By Ron Wilson, director of the Huck Boyd National Institute for Rural Development at Kansas State University.
A multi-million dollar project is underway to dredge a reservoir for water quality and quantity. A Fortune 500 corporation is doing the project, but one part of the design work was done by an engineer in rural Kansas. That same engineer might be designing a multi-million dollar project one minute, but in the next, he might be helping put up his community’s Christmas lights. This is a special holiday edition of Kansas Profile.
Ron Kuhn is founder and owner of RHK Enterprises in Admire, Kansas. Last week, in part one of this two-part series on the community of Admire, we learned about Ron’s brother Michael. Michael is owner of the Last Chance Café in Admire and editor of the Admire PRIDE newsletter.
The two brothers grew up at Admire. Ron got a degree in physics from Emporia State and a degree in civil engineering from Kansas State. His career took him to an engineering position in Houston, but after 10 years, he wanted to get back to Kansas. He worked several years for consulting firms in Topeka, and in 1998 he started his own engineering firm in his hometown of Admire. Using his initials, he named the company RHK Enterprises.
Today, RHK Enterprises does general civil engineering with a specialty in water projects. For example, RHK does design, analysis and construction inspection on water lines, sewer systems, streets, flood control dams and reservoirs. His customers include cities, watershed districts, and private clients. With dams, he might do design work, inspection, breach analysis and inundation mapping.
In 2009, the community of Horton got a grant from the State of Kansas to dredge the sediment from Mission Lake, the city’s water supply, so as to improve water quality and quantity. A large Kansas City firm was contracted to do the project. That firm contracted with Ron Kuhn at RHK Enterprises to do the design for the confined disposal facility for the dredging.
“Instead of building new reservoirs, the state is looking at revitalizing and restoring the older dams and reservoirs,” Ron said.
In addition to his engineering work, Ron is active in his community of Admire as a volunteer firefighter and council member. Since 1993, he has served on the city council and is now city council president.
In rural communities, being on the city council is a hands-on position – and I mean that literally. In fact, with Ron’s expertise in water systems, he is often the person who is called on when the city’s water system has a leak.
Ron is proud of the progress that the community has made in recent years.
“We used to have an 8,000 gallon standpipe for our city’s water supply,” he said. “Four years ago, we found a 50,000 gallon elevated water tower which we had moved to the city, installed and rehabbed.”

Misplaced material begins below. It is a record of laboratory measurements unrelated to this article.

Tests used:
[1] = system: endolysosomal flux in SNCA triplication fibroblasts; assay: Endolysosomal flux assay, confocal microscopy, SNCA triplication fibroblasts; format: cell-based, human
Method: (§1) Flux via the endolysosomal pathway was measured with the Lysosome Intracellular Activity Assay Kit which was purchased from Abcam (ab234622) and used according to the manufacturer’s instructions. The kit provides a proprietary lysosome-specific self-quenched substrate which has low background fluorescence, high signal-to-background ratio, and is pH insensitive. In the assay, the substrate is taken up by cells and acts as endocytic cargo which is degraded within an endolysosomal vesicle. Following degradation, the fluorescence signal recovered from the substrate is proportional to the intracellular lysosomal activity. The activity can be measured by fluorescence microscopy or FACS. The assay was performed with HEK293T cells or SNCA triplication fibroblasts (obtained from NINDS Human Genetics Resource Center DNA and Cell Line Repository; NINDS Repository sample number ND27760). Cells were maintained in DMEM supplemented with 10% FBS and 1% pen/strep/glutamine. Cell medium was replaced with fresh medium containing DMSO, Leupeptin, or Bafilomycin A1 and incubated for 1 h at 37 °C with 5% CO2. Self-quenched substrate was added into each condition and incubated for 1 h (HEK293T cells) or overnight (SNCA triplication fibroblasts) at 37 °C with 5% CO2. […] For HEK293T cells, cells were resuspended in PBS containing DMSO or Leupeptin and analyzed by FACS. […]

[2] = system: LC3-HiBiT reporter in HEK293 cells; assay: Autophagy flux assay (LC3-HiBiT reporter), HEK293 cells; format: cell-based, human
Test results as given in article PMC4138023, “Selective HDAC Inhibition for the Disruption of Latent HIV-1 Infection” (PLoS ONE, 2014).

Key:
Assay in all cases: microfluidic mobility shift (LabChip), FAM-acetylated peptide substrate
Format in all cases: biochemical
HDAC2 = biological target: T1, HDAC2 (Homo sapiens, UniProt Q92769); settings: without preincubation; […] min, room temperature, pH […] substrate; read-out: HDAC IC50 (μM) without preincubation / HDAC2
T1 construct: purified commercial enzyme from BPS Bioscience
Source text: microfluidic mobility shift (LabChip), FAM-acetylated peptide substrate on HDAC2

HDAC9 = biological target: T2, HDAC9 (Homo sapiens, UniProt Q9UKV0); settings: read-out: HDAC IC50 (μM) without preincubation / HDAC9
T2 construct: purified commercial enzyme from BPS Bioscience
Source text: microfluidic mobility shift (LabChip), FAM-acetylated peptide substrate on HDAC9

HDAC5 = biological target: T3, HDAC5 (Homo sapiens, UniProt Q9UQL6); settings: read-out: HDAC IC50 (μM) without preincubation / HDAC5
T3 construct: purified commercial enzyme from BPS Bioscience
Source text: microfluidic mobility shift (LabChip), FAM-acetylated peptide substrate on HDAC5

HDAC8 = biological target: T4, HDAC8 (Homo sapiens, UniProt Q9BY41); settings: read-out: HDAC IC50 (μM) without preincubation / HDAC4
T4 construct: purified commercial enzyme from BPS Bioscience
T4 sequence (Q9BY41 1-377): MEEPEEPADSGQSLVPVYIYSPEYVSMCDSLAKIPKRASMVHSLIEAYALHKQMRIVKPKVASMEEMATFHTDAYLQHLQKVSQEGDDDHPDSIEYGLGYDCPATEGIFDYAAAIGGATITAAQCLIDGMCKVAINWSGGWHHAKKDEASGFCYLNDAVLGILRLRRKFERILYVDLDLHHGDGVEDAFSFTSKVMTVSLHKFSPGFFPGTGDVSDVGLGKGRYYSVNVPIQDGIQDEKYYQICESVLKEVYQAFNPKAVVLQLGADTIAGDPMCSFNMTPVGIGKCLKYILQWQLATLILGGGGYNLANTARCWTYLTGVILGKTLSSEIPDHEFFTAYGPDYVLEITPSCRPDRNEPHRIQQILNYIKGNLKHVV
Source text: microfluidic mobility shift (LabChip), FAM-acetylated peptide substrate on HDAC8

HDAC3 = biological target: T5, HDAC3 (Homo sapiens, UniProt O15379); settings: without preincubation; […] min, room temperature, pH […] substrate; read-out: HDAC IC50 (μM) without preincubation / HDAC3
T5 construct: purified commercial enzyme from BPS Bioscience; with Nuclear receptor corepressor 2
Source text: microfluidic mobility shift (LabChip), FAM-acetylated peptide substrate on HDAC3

In addition, the rural county fire district built a new fire station in the city and upgraded the number and condition of the district’s fire trucks. Thanks to these measures, the city’s fire insurance rating has been improved, thus lowering fire insurance premiums for homeowners.
The city park has been improved with new ball field lights and fencing, plus utilities were installed for RV owners who wish to stop there.
When the Admire Grade School closed in spring 2010, the city gained ownership of the building and grounds. Now the building is the Admire Community Center, and it houses the new North Lyon County Museum in the old school library and computer lab.
And when it’s time for the Christmas lights to go up, Ron Kuhn and other volunteers step forward to hang those lights downtown.
“There are a lot of people here who are working at making this a good place to live,” Ron said. Such community support is vital in a rural community like Admire, population 156 people. Now, that’s rural.
It’s time to leave our engineer in Admire, who is making a difference by designing water systems one minute and helping hang the community’s Christmas lights the next. We commend Ron Kuhn and the other citizens of this rural community. Their community spirit is something we can Admire.
Wishing you happy holidays, for the Huck Boyd National Institute for Rural Development.
The mission of the Huck Boyd National Institute for Rural Development is to enhance rural development by helping rural people help themselves. The Kansas Profile radio series and columns are produced with assistance from the K-State Research and Extension Department of Communications News Unit. A photo of Ron Wilson is available. Audio and text files of Kansas Profiles are also available. For more information about the Huck Boyd Institute, interested persons can visit Huck Boyd National Institute for Rural Development.